Monday, July 25, 2016

Why Blog? 5 Tips for Getting Started (My 100th Post)

Next Tech Thing Google Blogger stats on July 25, 2016

Two years ago I wrote my first post and began this blog. At the time, my supervisor had asked me to start blogging and I reluctantly agreed. I did not think I had anything of value to write about. I also felt that anything I would share wasn't new and already out there somewhere, written by someone else. I did not consider myself a writer. I didn't think I had time for blogging, either. Perhaps you can relate to these concerns if you are new to blogging or are considering getting started.

Next Tech Thing stats on July 25, 2016
One hundred weekly posts later, I have learned this is not the case. I have been surprised by the number of people who have visited my blog from around the world. Occasionally someone even makes time to leave a comment, and sometimes I receive emails or meet people who have read my posts. It's fascinating to look through Google's Blogger statistics (pictured). I am amazed to think that people take time to read what I write! I can see why students find value when they write for an audience on the web and receive feedback from more than just their teacher.

In addition to writing for an audience, I've learned that I am also writing for myself. Writing my thoughts and reflections on something each week has been really beneficial. Prior to having a blog, I wouldn't have made time to think through a topic as deeply as I have for some of my posts. I wouldn't have taken as much time to reflect on how it affects my job, students, education, family, or my future. Blogging has forced me to do this. I know that some of my posts aren't written as well as they could be, but believe it's important to get my thoughts down and in a semi-coherent enough message to make a weekly post. Blogging has become a great archive for my work, and I frequently can point people with questions about a topic who want to learn what we do in Minnetonka to a past post. Sometimes I actually answer their questions with a new post, too.

If you are thinking of blogging, here are some tips for getting started:
  1. Choose your title wisely. I wish I had fully known what I wanted the scope of my blog to be when I started two years ago. At the time, "The Next Tech Thing" sounded great to me. However, now when I have ideas on blogging about something not related to technology, I question whether or not I should, since it doesn't really fit in my overall theme. If I were to start over, I would choose a more general, all encompassing title.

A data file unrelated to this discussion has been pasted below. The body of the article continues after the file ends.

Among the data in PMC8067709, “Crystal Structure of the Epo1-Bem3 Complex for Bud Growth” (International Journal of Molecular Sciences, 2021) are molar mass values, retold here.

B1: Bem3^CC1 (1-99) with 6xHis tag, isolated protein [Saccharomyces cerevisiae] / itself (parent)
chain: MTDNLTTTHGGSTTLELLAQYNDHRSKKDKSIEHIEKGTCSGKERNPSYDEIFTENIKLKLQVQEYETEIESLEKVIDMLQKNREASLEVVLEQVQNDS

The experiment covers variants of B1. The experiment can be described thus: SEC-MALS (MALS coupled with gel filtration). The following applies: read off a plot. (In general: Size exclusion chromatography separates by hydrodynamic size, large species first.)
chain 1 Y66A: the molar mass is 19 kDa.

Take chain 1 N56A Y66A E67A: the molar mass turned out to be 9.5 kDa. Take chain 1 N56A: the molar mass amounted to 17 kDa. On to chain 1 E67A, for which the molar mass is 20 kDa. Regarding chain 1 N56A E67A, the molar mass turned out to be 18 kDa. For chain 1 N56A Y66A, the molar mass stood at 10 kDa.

2. The title of each post is important, too. Again, choose wisely. I'm not a marketing expert, but I have learned a few things. Catchy posts like "Top 5 Reasons to..." get more views than a vague post about "Parenting..." even though the content might be the same. Farther below is my top ten most popular posts.
  3. Start looking at things you do through a blogger's eyes. I often ask myself in a meeting, at a workshop, or at an event, "Is this bloggable?" In other words, would others find value in learning more about this. How would I describe it to a reader? Would sharing this benefit more than just the students and teachers with whom I work in Minnetonka? Would I benefit from spending more time thinking about this?
  4. Be consistent. Keep a schedule and don't skip posting. Make it a habit. It would be easy to let this slide and quickly move on to other things. Eventually it would be forgotten and the blog outdated.
  5. Leverage social media to advertise your blog. Very few people will simply stumble upon your blog. Help potential readers find it. Tweet out a link to a post each week and choose hashtags carefully. Post links to other social networks and user groups when applicable, too.
Here are my top ten most popular posts over the past two years with the number of views:

No comments:

Post a Comment